skip to main content

H.R. 3922: CHAMPION Act

Nov 3, 2017 at 11:06 a.m. ET. On Passage of the Bill in the House.

This was a vote to pass H.R. 3922 (115th) in the House.

H.R. 3922 extends funding for the Children’s Health Insurance Program (CHIP) through Fiscal Year (FY) 2022, Federally Qualified Health Centers (FQHCs) through FY2019, and revises CHIP and Medicaid.

Specifically the bill:

  • Extends funding through FY2022 for CHIP allotments, as well as the Child Enrollment Contingency Fund, the Childhood Obesity Demonstration Project, and Pediatric Quality Measures Program, and specified outreach and enrollment grants;
  • Reauthorizes through FY2022 the qualifying-states option and the express-land eligibility option;
  • Extends funding through FY2019 for FQHCs through the Community Health Center Fund;
  • Extends funding through FY2019 for the National Health Service Corps, Teaching Health Center Graduate Medical Education, Family-to-Family Health Information Centers, the Youth Empowerment Program, and the Personal Responsibility Education Program;
  • Allows state CHIP programs to adopt more restrictive eligibility standards with respect to children in families whose income exceeds 300% of the poverty line who have an offer of employer-sponsored insurance;
  • Ensures the unwinding of the enhanced Federal Matching Assistance Percentage (E-FMAP) for child-health assistance by not extending the E-FMAP beyond FY2019, providing a 11.5 percent E-FMAP in FY2020, and returning to the traditional pre-ACA CHIP matching rate in FY2021 and FY2022;
  • Eliminates Medicaid payment reductions for disproportionate-share hospitals (DSH allotments) in FY2018 and FY2019, and offsets the cost of this policy with new additional reductions in FY2021 through FY2023;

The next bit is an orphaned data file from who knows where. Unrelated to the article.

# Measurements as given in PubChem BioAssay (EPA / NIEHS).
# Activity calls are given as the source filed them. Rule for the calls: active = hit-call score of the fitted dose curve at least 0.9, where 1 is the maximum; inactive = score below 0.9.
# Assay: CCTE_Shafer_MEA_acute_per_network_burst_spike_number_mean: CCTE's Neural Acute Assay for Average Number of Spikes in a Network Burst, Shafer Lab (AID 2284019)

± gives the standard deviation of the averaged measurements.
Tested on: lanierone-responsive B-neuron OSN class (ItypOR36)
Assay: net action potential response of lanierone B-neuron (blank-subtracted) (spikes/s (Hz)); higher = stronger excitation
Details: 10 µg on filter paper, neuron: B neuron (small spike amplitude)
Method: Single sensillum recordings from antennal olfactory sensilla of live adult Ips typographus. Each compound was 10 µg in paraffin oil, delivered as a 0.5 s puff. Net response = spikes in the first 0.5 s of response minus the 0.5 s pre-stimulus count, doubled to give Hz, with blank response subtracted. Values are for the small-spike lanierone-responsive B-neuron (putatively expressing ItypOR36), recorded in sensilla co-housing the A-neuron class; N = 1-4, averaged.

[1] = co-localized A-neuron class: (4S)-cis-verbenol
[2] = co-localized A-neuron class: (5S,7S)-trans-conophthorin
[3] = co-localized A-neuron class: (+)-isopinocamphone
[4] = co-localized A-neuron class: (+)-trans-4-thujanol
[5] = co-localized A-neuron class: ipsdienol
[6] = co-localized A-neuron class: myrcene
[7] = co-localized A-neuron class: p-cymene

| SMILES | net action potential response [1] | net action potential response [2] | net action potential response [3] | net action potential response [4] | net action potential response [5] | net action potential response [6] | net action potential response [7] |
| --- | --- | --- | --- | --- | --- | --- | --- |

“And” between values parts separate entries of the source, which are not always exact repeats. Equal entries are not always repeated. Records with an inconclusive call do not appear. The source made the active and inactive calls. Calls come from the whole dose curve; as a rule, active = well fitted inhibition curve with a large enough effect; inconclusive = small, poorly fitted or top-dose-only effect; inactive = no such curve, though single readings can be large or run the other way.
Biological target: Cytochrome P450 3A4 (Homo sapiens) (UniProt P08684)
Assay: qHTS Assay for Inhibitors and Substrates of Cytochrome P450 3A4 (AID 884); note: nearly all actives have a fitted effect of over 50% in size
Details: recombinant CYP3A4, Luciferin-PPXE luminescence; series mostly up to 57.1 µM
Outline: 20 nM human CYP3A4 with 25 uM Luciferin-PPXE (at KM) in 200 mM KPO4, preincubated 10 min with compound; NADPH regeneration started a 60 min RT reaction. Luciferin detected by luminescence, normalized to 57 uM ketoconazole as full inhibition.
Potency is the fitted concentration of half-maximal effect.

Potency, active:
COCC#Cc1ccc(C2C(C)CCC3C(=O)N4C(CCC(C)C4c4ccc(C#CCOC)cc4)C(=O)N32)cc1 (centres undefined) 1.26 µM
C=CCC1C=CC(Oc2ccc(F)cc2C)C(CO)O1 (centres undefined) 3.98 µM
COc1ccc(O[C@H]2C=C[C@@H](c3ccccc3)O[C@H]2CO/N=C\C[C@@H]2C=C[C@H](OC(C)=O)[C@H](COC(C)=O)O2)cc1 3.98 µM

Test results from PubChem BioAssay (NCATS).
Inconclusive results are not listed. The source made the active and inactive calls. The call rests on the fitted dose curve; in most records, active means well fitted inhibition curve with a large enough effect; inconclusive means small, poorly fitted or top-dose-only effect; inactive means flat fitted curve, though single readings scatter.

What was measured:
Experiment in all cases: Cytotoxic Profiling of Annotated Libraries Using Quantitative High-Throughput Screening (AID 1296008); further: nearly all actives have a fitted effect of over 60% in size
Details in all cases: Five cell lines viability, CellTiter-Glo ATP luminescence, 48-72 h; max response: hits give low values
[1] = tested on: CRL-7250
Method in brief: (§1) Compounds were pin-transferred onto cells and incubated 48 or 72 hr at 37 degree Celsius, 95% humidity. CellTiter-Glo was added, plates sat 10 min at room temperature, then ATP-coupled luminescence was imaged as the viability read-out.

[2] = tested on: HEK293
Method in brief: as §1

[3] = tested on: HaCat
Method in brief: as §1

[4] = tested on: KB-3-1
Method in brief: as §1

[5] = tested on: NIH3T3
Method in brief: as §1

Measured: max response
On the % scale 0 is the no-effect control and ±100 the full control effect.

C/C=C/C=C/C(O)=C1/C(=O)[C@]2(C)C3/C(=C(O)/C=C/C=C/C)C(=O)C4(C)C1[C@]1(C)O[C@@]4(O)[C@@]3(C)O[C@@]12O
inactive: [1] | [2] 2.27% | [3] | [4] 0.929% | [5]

• Increases Medicaid funding for Puerto Rico and the Virgin Islands through FY2019 and allows funding be further increased through 2019 if the oversight board certifies Puerto Rico takes specific actions to improve its Medicaid program’s quality, integrity, and accountability;
  • Allows states to define their grace period requirements for patients receiving advance premium tax credits (APTCs) and cost sharing reductions (CSRs) or move to a default of one month;
  • Redirects Prevention and Public Health Fund dollars to support critical prevention and public health programs in this bill;
  • Improves current law related to third-party liability under Medicaid and CHIP to save Medicaid and CHIP programs by ensuring other liable third parties pay to the extent of their liability;
  • Specifies how a state must treat qualified lottery winnings and lump-sum income for purposes of determining Medicaid eligibility.

Children’s Health Insurance Program (CHIP) – CHIP is a means-tested program that provides health coverage to targeted low-income children and some pregnant women in families that have annual income above Medicaid eligibility levels but have no health insurance[1]. CHIP is financed by the federal government and the states. The states are responsible for administering CHIP. Federal CHIP funding expired on September 30, 2017.

After the expiration of FY2017 funds, and until the provision of FY2018 funds, states may use redistributed funds and unspent allotments to continue to provide healthcare coverage, however at least one state is projected to exhaust all federal CHIP funding as early as November[2], and all states are expected to exhaust federal funding unless FY2018h funding is provided.

**Federal Qualified Health Centers (FQHCs) **– FQHCs, specifically, community health centers, are community-based, patient-centered organizations that provide comprehensive health services to medically-underserved populations, regardless of ability to pay. Funding for community health centers expired at the end of FY2017. This bill would extend funding for an additional two years.

**APTCs and CSRs Grace Period **– Under current law, subsidized patients with exchange plans have a three-month grace period if they do not pay their insurance premiums, meaning their plan cannot discontinue coverage for nonpayment of premiums[3]. H.R. 3922 allows states to define their own grace periods, or move to a default of one month.

**Prevention and Public Health Fund (PPHF) **– PPHF was created under the Affordable Care Act to fund “programs authorized for prevention, wellness, and public health activities”. H.R. 3922 allocates more than $6 billion from this fund to support public health programs under the bill[4].